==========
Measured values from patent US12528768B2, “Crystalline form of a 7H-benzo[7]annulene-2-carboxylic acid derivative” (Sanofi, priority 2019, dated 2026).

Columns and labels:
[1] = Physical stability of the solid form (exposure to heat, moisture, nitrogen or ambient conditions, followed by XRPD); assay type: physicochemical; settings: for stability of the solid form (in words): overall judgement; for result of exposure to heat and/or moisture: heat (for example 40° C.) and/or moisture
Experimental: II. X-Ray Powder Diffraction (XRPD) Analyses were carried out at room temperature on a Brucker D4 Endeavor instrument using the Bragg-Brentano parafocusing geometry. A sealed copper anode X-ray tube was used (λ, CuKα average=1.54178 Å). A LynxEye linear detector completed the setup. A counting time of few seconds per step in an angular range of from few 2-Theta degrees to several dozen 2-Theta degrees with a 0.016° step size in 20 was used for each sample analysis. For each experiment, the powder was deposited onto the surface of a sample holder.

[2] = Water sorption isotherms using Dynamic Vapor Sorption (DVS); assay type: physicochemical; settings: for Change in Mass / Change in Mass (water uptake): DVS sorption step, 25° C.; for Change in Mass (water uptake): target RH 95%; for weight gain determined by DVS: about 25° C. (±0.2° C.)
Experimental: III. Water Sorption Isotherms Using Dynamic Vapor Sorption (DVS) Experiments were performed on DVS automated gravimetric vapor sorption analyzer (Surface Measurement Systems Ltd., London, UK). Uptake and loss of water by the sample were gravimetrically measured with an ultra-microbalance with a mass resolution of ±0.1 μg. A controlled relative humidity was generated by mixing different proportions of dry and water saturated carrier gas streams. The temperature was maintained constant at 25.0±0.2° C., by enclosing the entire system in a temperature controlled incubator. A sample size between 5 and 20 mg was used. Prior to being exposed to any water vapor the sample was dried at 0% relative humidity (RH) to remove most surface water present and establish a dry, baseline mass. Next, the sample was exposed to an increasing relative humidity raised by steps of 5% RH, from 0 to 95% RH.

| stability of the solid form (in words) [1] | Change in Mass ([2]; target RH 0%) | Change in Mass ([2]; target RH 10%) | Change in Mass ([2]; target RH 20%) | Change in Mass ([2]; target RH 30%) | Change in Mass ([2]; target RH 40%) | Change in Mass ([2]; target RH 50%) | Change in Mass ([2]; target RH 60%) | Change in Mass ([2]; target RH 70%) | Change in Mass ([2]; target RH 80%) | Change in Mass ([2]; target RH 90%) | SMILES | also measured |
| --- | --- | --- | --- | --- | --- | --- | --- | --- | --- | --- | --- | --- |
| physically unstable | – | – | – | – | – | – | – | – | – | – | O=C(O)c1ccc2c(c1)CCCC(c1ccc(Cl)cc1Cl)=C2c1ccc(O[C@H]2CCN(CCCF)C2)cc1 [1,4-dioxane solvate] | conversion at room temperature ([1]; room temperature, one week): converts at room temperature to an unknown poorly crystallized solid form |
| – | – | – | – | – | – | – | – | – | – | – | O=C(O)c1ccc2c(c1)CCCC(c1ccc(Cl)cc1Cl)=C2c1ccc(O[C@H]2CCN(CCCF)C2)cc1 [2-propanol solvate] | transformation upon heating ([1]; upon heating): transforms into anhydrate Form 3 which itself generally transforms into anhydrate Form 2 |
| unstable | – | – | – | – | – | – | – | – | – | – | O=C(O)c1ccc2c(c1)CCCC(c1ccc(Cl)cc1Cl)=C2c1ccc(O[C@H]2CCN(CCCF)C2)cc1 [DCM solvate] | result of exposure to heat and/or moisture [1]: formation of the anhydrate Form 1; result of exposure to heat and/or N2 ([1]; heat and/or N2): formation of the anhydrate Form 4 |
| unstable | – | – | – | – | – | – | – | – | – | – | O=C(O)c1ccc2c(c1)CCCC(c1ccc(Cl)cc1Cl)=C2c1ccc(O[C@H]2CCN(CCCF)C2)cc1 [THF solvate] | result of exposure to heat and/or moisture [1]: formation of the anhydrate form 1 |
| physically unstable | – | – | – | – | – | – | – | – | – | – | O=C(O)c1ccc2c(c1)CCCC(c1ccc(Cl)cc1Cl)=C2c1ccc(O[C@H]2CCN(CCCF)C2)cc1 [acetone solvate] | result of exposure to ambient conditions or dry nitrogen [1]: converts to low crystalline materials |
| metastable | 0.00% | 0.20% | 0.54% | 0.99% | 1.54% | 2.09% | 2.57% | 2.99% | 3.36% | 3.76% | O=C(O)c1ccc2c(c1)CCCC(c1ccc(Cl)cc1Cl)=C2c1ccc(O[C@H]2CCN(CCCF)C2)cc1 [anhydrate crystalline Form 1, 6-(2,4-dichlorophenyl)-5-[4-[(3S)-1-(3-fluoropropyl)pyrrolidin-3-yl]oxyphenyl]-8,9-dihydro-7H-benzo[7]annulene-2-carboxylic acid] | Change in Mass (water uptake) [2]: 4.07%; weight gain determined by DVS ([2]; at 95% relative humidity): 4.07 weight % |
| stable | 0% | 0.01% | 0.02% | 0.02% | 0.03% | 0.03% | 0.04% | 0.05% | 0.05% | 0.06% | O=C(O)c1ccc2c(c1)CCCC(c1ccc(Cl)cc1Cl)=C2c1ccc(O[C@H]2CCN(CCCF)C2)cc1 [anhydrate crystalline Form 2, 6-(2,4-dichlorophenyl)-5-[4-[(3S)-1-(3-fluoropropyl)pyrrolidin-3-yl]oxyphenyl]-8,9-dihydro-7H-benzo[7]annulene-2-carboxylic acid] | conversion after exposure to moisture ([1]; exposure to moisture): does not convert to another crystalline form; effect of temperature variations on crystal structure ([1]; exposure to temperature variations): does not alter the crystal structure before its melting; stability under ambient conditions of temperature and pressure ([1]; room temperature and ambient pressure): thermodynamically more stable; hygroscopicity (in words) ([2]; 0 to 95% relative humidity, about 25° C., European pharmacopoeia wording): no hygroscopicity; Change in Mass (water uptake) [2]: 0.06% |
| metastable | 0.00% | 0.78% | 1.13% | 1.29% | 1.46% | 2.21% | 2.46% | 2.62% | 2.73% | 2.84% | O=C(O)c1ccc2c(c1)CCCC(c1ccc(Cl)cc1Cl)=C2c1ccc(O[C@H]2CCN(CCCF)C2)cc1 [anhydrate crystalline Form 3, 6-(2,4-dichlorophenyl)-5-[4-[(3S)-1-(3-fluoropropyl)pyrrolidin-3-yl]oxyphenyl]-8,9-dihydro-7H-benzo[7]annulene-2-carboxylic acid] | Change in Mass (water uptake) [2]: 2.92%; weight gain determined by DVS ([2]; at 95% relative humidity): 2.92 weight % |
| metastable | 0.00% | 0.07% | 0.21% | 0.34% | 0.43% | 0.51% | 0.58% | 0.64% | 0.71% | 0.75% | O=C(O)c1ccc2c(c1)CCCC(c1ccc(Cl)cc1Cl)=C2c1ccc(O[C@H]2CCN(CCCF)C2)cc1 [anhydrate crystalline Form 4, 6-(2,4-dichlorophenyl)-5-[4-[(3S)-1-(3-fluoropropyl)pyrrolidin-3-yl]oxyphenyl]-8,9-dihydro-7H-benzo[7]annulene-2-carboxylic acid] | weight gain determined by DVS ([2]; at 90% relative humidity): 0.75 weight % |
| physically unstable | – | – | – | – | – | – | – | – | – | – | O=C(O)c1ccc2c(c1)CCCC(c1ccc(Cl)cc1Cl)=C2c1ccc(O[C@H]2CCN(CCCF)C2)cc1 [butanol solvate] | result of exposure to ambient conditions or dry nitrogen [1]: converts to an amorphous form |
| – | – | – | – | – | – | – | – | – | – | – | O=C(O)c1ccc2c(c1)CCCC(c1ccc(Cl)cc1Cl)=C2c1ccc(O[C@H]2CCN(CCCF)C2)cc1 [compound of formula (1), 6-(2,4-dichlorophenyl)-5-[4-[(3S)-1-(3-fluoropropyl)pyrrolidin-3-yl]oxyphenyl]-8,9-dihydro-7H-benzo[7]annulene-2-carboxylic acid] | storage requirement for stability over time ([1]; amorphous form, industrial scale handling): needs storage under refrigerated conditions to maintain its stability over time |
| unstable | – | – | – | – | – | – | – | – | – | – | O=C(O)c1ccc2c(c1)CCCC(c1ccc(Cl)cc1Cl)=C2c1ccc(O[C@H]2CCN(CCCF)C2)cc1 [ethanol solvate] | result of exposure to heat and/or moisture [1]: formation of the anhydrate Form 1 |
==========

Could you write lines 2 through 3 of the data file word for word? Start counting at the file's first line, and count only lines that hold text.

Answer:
Columns and labels:
[1] = Physical stability of the solid form (exposure to heat, moisture, nitrogen or ambient conditions, followed by XRPD); assay type: physicochemical; settings: for stability of the solid form (in words): overall judgement; for result of exposure to heat and/or moisture: heat (for example 40° C.) and/or moisture